WASHINGTON – Today, the U.S. Senate passed a compromise package that includes Virginia priorities championed by U.S. Senators Mark R. Warner and Tim Kaine (both D-VA). These include an increase in funding for Chesapeake Bay clean-up efforts, protections for Virginia agricultural products, increased protections to prevent animal abuse, and funding for the Supplemental Nutrition Assistance Program (SNAP). The 2018 Farm Bill also includes a Warner-Kaine sponsored measure to legalize industrial hemp production, a crop which is already cultivated for research purposes in Virginia but which the agriculture industry cannot currently grow for commercial use.
“This compromise bill includes significant victories for Virginia, including measures to expand successful Chesapeake Bay clean-up efforts, protect Virginia commodities like dairy and cotton, and maintain funding for a nutrition assistance program that Virginia families depend on,”said the Senators. “And, after decades of waiting, states will be allowed to choose the best way to regulate production of industrial hemp. We are proud to support this bipartisan legislation that finally puts an end to a ban that has held back our farmers from participating in the emerging industrial hemp market, an industry that will help bring new business to Virginia and create new jobs.”
Warner and Kaine’s priorities for Virginia in the 2018 Farm Bill include:
- Hemp Farming Act: a bill that would remove hemp from the federal list of controlled substances, allowing Virginia farmers to grow and sell the plant as an agricultural commodity. States would be given authority to regulate hemp, and hemp researchers will be able to apply for USDA grants. Hemp farmers would also be eligible to collect crop insurance under this provision. The 2014 Farm Bill authorized industrial hemp to be made available for agricultural research purposes. Virginia Tech, Virginia State University, the University of Virginia, and James Madison University have been active in hemp research in recent years. However, Congress must act in order to legalize hemp production for commercial purposes. Hemp is distinct from marijuana in that it has a miniscule concentration of tetrahydrocannabinol (THC), and thus no narcotic capability. The plant is estimated to be used in more than 25,000 products spanning agriculture, textiles, recycling, automotive, furniture, food, nutrition, beverages, paper, construction materials, and personal care.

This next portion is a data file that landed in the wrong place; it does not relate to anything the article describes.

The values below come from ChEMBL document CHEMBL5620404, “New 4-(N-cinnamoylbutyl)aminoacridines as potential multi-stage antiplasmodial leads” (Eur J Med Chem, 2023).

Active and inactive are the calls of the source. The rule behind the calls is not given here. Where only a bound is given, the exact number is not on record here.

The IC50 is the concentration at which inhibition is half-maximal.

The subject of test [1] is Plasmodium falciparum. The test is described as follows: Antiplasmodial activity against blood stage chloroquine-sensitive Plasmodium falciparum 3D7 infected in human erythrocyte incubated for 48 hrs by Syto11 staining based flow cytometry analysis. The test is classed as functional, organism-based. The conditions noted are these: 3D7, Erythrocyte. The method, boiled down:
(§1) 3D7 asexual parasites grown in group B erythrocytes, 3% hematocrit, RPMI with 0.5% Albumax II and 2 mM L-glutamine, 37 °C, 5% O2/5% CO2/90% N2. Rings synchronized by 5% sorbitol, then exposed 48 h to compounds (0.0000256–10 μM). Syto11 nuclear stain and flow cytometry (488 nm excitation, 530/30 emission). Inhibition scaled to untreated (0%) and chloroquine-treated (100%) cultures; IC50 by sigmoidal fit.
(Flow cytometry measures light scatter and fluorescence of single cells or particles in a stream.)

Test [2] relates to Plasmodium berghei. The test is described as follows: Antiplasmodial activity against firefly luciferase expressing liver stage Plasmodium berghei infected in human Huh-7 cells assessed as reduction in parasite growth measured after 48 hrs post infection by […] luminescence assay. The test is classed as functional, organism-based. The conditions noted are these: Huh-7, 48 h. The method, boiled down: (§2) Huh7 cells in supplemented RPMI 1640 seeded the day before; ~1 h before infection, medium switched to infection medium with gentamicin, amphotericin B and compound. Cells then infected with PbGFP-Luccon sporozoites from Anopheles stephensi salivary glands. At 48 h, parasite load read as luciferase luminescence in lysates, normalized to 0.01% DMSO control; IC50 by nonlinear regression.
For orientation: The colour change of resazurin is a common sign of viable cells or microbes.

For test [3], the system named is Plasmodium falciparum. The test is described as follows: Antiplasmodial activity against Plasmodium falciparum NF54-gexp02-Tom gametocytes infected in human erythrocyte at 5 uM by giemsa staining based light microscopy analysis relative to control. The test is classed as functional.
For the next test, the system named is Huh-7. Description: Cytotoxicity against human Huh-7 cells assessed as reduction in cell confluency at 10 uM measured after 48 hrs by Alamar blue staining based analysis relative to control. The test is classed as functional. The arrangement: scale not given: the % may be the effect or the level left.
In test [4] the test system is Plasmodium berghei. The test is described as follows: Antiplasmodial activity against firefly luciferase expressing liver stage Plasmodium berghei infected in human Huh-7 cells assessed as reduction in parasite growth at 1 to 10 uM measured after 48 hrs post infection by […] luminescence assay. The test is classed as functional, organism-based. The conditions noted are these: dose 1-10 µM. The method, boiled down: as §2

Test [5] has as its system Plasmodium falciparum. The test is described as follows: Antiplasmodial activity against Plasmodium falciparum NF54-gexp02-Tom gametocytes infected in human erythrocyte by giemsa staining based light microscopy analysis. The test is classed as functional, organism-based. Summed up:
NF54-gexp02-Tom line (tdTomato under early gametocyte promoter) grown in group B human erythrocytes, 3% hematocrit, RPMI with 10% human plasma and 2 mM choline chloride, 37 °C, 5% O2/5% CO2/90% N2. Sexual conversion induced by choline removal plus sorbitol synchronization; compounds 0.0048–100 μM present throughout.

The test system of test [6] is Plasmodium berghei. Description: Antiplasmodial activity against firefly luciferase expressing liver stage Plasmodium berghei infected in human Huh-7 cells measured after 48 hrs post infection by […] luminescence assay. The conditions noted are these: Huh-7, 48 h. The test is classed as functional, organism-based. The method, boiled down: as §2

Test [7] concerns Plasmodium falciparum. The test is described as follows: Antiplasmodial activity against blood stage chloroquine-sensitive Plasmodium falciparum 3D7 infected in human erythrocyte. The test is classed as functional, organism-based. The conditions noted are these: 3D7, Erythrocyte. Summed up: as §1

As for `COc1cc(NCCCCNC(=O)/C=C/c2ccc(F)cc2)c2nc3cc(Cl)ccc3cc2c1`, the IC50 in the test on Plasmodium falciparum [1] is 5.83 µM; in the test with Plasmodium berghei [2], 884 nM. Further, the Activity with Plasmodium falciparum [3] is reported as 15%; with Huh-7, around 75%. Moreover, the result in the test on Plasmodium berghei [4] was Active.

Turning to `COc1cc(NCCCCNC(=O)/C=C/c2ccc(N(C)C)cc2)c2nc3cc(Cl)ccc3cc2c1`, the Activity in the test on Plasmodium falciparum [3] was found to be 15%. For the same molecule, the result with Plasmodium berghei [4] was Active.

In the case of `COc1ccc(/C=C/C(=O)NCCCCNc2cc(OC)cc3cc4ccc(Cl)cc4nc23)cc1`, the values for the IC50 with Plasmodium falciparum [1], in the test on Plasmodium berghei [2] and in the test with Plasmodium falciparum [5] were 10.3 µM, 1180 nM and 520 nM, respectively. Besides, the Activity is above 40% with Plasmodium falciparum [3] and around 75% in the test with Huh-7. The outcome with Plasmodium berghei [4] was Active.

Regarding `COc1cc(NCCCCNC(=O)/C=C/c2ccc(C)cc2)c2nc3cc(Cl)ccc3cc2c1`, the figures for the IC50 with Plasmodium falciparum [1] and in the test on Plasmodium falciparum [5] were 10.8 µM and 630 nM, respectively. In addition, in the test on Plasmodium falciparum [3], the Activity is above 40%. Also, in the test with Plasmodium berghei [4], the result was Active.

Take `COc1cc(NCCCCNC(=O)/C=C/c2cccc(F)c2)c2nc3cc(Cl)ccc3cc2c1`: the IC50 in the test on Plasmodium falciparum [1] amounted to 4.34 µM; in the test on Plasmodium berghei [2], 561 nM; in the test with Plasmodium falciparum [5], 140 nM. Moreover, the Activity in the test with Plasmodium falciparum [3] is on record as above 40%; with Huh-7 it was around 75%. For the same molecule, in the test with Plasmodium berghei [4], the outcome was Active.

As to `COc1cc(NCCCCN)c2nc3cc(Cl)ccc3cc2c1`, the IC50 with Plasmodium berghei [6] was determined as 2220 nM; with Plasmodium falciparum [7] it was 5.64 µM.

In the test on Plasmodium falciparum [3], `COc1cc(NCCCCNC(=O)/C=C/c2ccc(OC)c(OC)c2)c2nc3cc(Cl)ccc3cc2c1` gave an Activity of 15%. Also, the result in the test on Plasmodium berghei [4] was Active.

- Chesapeake Bay Farm Bill Enhancements Act: a bill which makes technical changes to the Regional Conservation Partnership Program (RCPP) intended to bring more federal conservation funding into the Chesapeake Bay watershed. The Farm Bill triples mandatory funding for RCPP from $100 million to $300 million providing farmers with the tools they need to implement effective conservation practices within the Bay watershed. These changes will improve sustainability across the region and result in a cleaner, healthier Chesapeake Bay.
- Healthy Food Financing Initiative (HFFI): includes a technical change to the HFFI program that would allow both retailers and enterprises to be eligible for loans and grants under HFFI. Currently, only brick-and-mortar operations are able to receive funding through the HFFI program. This technical change could allow more non-traditional food access projects – such as mobile markets, farmers markets, and food banks to access HFFI funds. These changes closely follow Sen. Warner’s efforts in the Senate to eradicate food deserts.
- Pet and Women Safety (PAWS) Act: a bill that expands existing federal domestic violence protections to include threats or acts of violence against a victim’s pet, and provides grant funding to programs that offer shelter and housing assistance for domestic violence victims with pets. The Farm Bill authorizes $3 million a year for FY2019-2023 for a grant program that will provide emergency and transitional housing assistance for victims of domestic violence and their pets.
In the wake of the [USA's] ongoing trade war, the Farm Bill also includes a significant investment in trade promotion programs and activities. Trade Promotion is used by the United States to pursue trade agreements that support and create U.S. jobs while helping American manufacturers, service providers, farmers, and ranchers increase U.S. exports and compete in a highly competitive, globalized economy.
In addition, the bill includes measures to protect the U.S. dairy and cotton industry. It streamlines a program that allows dairy producers to insure margins—the difference between the prices of milk and feed—and increases its funding. The bill also makes cotton once again eligible to participate in federal crop insurance programs, which are used by farmers to protect themselves against either the loss of their crops due to natural disasters, or the loss of revenue due to declines in the prices of agricultural commodities. Livestock producers will also receive assistance through a new program that will give USDA the authority to operate a disease and disaster prevention program and a vaccine bank, including for foot and mouth disease. The bill also reauthorizes full funding to help vulnerable Virginia families put food on the table through SNAP.